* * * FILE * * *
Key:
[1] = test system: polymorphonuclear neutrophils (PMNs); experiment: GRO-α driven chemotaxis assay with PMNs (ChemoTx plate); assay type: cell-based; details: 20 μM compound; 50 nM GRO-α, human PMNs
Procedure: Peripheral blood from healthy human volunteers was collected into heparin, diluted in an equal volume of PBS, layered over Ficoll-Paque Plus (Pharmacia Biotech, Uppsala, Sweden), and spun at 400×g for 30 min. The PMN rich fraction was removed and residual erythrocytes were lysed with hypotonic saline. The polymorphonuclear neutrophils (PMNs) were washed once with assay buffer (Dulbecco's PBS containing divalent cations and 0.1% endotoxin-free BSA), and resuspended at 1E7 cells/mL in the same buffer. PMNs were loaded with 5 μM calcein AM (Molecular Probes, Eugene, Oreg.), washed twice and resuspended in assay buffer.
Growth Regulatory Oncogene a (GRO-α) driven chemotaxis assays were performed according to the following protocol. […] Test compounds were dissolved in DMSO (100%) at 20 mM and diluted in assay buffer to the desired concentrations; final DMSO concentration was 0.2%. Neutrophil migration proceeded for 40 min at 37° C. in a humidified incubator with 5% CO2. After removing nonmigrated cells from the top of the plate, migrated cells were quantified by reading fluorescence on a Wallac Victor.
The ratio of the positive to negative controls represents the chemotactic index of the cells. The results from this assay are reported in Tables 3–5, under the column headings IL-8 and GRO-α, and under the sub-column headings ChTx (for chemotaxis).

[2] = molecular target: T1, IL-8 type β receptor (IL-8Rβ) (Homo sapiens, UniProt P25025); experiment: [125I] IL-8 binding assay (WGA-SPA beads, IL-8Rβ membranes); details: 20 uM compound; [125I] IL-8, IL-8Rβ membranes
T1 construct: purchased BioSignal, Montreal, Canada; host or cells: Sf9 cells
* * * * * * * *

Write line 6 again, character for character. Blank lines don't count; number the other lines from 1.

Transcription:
[2] = molecular target: T1, IL-8 type β receptor (IL-8Rβ) (Homo sapiens, UniProt P25025); experiment: [125I] IL-8 binding assay (WGA-SPA beads, IL-8Rβ membranes); details: 20 uM compound; [125I] IL-8, IL-8Rβ membranes